01 Nov

How it Works (He’s Back!)

A soldier coming home from a deployment doesn’t quite work the same way as grandma coming for a visit. They don’t get to buy a plane ticket months in advance and arrive at a prescribed date and time. Sure, the deployment as a whole is specified in advance on the unit’s deployment orders, so one can be pretty sure of the no-later-than date for their soldier’s return.

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But I’m hesitant to set my heart on any specific date because after nearly 15 years with the army, I know that the only constant is change. My strategy has always been to view the end of a deployment in broad terms like “next month” or “a few weeks” instead of absolutes like “before the 30th.” I usually prepare the kids for the farthest date out so when daddy comes home earlier, they are surprised, and when he comes home later, it’s still when they expected so they aren’t disappointed. I know some families that do countdowns, but how can you count down when the date is really just a window?

We knew the window was open when Mr. Incredible moved out of his Containerized Housing Unit and into a bay. Now it was just a matter of waiting for the flight out. Leaving Iraq is by Air Force plane. Their flight plans are not like a commercial airline’s. If they don’t want to fly in a sandstorm, they don’t (and I gotta respect that). But that also doesn’t mean that when the sandstorm ends the plane is waiting there to pick up where they left off. They might be off doing other things. So although one might be on the list to go home on Monday, it’s just as likely they’ll actually fly on Wednesday. Or the next Monday. Most of the trip home is on a plane chartered for the purpose. Once on the charter plane, it’s much easier to gauge when the soldiers will be home.

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We got our official phone call two days ago — Mr. Incredible is wheels up and on his way! Now we knew that he was due Sunday morning (though we had our suspicions that he had finally gotten on a plane when the silly emails forwarding LOLcats stopped and the Facebook posts went silent). Once back on US soil, Mr. Incredible was able to check in with us at the designated fuel stops. Many kudos go to the greeters in Bangor, Maine who not only had coffee and snacks, but cell phones for soldiers to call home with. Then we got another official phone call last night confirming they were still on time.

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First thing this morning, we drove to the airfield for the welcoming ceremony. Banners and flags and cheesy “Rocky” music as the soldiers entered the hangar. Then the less cheesy Division march and the Army song, followed by The Star Spangled Banner and a blessing. A very few words by the ranking guy there and everyone was released to go home with their families!

20 May

…But R&R is Pretty Great!

When I tell people my husband is deployed, one of the first questions is if he will be able to come home for a visit. On previos six month deployments to Bosnia and Kosovo, and the many four month TDYs (temporary duty assignments) the answer was always no. But for his current 12 month deployment to Iraq, he can come home. Soldiers deployed for 12 or more months get two weeks of R&R (rest and recuperation). We were planning on Art’s being in August.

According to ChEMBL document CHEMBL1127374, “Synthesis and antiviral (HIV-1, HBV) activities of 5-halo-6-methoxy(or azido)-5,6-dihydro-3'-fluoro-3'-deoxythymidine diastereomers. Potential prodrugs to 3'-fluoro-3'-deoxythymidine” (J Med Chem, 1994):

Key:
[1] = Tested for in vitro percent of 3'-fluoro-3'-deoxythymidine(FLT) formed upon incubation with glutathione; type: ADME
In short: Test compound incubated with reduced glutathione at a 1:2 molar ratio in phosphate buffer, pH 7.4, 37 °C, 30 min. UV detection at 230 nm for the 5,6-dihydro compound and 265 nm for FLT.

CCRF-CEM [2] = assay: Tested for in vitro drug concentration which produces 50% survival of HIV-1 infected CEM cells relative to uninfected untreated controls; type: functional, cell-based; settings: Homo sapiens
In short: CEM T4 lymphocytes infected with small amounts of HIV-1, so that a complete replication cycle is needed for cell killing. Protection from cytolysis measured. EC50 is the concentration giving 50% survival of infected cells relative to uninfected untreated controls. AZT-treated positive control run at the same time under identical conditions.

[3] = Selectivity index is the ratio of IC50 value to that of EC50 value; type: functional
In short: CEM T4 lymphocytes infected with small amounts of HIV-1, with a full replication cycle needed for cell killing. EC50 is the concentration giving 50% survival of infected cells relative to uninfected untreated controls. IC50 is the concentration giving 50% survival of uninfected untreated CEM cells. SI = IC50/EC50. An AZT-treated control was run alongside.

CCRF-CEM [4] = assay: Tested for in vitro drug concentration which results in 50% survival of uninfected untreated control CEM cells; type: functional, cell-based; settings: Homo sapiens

He’s into surprises though. Many may remember how I was the last to know that we were moving to Hawai’i last year. With several our friends’ husbands coming home for R&R in the past few weeks, I actually had a dream that Art came striding unannounced across our back yard and into the house. Funny because to stride across our yard takes about two steps depth-wise, and with walls on three sides there’s no place to stride from.

He rang the front doorbell at 10:00pm Friday night though. Scared the you-know-what out of me, but in the end, should have been expected. It was a good surprise. The kids were incredulous the next morning.

In case anyone is wondering what it takes to get a soldier from Iraq  or Afghanistan to the US for R&R, Mr. Incredible has a few blog posts on the adventure. With a two day delay on the front end, it took 65 hours and 13 time zones. I think he’s posted a cool map on his Facebook account  (I don’t know since I don’t Facebook, which is part of how he surprised me). He took planes, buses and automobiles, both military and commercial and stopped in several countries along the way. It’s quite the dance they choreograph adding and dropping off soldiers as they criss cross their way over the globe. Along the way, my soldier and his fellow travelers met generous people who made their way a little easier, not because anyone said they had to, but because they were happy to.

If you meet, in your travels, a service member returning from deployment, or for R&R, consider the many hours and myriad modes of transportation they’ve been navigating, and the beacon of home at the other end, and maybe buy them a drink or a sandwich, let them cut in line, scootch over so they can lay down on the chairs, give them a smile and wish them pleasant travels.

Meanwhile, we’ll be making the most of our two weeks together, being, as my daughter pointed out this morning, four people again.